Why Refinancing May Possibly Make Sense (Again)?

How many times over the past several years have you heard, “mortgage rates are at historic lows and the time to refinance is now?”  We have been flooded by a barrage of recent advertisements promising low mortgage rates making it quite easy to become immune to those claims.  In fact, one morning this week on the way to work I heard a radio commercial by a mortgage company indicating that mortgage rates were currently at the lowest point in five decades!  And while I was certainly aware that mortgage rates had recently ticked down again, my curiosity was sparked to find out how low we really are relative to history.

I did some research on the web and learned that the 30-year fixed rate hasn’t been as low as it is currently since the 1950s (and back then longer-term mortgages generally extended only for 20-25 year periods).  Given current conditions, I have been busy assisting a number of clients through the refinancing process.  Here is an indication of just how low rates are today (as of August 4, 2010):

  • 10 Year Fixed  = 3.875%
  • 15 Year Fixed  = 4.0%
  • 30 Year Fixed  =  4.5%

And while rates may truly be at historically low levels, that doesn’t necessarily mean you should refinance your current mortgage.  First and foremost, it is important to understand what your refinancing goals and objectives are before you plow blindly ahead.  Some common reasons people refinance include:

  • Desire to move from a variable rate mortgage to a fixed rate (peace of mind)
  • Save money (by reducing interest cost)
  • Debt consolidation
  • Take cash out for a specific expenditure
  • Shorten the loan payoff period

Some other factors to consider as you contemplate refinancing are issues such as:

  • Closing costs
  • Length of time it will take to recover the closing costs
  • Whether or not there are points to pay
  • What will the home appraise for today (given the decline in home valuations)?
  • How long are you planning to stay in the home?
  • Impact on extending or resetting the amortization period

Also, keep in mind that the process of refinancing does take some effort.  As a result of the recent financial meltdown we experienced, lending standards have become more rigid.  Having just experienced this process with a client, I now know that most lending institutions are requiring the following documents from borrowers:  last two years of tax returns, most recent W-2 income tax form, earnings stubs, investment account statements, bank statements—and they are looking at your credit score with more scrutiny than ever.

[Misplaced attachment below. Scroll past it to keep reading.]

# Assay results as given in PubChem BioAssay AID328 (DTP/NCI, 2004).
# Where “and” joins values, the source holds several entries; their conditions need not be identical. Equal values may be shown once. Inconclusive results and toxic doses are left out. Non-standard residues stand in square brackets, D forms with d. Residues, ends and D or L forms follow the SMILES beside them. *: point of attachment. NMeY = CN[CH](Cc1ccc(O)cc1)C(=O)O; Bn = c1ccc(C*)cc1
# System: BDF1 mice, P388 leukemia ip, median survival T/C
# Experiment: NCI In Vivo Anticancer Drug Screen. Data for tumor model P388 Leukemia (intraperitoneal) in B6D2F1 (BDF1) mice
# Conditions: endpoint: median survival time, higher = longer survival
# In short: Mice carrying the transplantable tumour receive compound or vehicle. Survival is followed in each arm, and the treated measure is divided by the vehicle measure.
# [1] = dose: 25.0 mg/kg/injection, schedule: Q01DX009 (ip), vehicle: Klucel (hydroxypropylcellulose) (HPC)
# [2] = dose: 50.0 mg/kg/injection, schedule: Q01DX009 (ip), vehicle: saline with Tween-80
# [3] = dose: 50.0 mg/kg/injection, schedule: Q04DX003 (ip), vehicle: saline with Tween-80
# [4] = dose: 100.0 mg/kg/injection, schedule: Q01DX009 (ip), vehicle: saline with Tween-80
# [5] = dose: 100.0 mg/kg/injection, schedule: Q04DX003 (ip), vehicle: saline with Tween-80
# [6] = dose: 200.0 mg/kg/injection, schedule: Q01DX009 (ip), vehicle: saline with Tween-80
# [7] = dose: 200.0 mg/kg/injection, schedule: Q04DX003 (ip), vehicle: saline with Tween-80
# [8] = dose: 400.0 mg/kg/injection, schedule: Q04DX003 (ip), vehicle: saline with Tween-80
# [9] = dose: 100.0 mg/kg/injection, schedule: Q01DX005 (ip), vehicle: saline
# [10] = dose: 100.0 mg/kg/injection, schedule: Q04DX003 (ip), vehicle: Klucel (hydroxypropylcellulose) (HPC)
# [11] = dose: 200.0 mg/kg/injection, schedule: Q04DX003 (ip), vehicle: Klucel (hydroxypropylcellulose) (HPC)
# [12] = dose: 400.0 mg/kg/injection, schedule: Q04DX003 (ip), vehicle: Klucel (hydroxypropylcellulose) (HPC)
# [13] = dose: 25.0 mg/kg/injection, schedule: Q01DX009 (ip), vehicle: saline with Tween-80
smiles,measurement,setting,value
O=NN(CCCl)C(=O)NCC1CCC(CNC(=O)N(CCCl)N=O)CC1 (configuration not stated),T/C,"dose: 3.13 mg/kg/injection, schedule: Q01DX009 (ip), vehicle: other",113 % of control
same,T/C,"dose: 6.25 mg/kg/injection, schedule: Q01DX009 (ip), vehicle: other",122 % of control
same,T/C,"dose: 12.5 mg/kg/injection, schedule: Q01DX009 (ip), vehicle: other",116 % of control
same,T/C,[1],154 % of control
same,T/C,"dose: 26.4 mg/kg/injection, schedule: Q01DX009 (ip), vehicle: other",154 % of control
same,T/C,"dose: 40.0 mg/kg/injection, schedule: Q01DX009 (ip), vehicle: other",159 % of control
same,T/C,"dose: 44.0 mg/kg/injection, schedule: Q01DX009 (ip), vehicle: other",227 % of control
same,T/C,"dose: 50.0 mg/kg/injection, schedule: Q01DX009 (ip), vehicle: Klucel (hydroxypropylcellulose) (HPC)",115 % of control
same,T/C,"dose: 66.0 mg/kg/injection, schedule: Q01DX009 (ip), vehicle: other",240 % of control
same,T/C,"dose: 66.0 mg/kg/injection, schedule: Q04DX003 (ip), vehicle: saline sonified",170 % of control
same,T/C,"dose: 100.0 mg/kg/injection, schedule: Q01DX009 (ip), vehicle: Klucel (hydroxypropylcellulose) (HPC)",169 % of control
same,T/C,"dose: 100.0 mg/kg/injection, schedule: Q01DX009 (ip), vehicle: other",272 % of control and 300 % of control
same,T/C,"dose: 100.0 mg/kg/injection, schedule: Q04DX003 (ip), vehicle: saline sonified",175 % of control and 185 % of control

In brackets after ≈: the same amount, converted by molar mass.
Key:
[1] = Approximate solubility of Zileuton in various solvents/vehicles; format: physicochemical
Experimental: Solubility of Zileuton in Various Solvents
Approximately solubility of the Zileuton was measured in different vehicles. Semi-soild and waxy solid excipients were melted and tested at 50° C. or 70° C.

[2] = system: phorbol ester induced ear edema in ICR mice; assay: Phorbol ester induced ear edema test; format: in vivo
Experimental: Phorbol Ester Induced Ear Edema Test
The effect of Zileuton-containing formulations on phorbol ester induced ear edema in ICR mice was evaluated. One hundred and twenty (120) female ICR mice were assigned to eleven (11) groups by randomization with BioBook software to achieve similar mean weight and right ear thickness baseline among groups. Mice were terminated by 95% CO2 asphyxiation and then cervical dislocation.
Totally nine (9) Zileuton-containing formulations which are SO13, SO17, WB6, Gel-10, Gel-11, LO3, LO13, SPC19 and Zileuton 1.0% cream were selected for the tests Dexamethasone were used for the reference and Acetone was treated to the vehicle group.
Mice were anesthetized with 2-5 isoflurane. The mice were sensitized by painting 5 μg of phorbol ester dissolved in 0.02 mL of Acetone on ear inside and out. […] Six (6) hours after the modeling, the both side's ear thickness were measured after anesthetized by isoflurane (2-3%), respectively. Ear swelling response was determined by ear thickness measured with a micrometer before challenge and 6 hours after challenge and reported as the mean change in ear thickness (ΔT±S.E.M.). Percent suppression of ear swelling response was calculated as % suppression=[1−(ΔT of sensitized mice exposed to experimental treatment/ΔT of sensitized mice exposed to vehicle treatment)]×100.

To help you understand the decision-making process that characterized an exchange I had with a client this past week, I share the following information:

Original Loan:

  • Original Loan Amount = $400,000
  • Loan Initiated August 1, 2003
  • Term = 30-Year Fixed
  • Rate = 5.75%
  • Monthly Principal &Interest Payment = $2,334.29

Current Situation:

  • Current Loan Balance = $356,934
  • Seven years into the 30-year amortization
  • No plans to move
  • Desire to lock in at 4.5% on a 30-year fixed rate


Question #1:  How much would the monthly principal and interest payment drop if you refinance?

  • Answer: $525.76 (From $2,334.29 down to $1,808.53)
  • Comment: While the monthly cash flow improves significantly, the term of the loan has been reset back to 30 years, which may not be desirable.

Question #2:  As part of the refinancing process, what if you decide you do not want to extend the term of the loan and prefer  to maintain a 23 year amortization?  Specifically, how much would you have to pay per month?

  • Answer:  $2,078.14 (improves monthly cash flow by $256.15)
  • Comment:  By refinancing and maintaining the same amortization schedule, interest savings would amount to $70,697 over the life of the loan.

Questions #3:  What if you refinance and continue to make the same principal and interest payment ($2,334.29) that you are making on the original loan? How quickly will the note get paid down?

  • Answer:  Approximately 19 years (reduces amortization by four years)
  • Comment:  By refinancing and maintaining the same payment, the interest savings would amount to $112,964 over the life of the loan.

As is apparent in the scenario outlined above, refinancing this client’s home makes good financial sense.  For those of you that haven’t reviewed your mortgage situation lately, this truly may be one of the most advantageous times in history to look into it based on today’s rate levels.  I know your Moneta Family CFO would be happy to have that dialogue with you.


Matthew D. Ring, CPA, CFP

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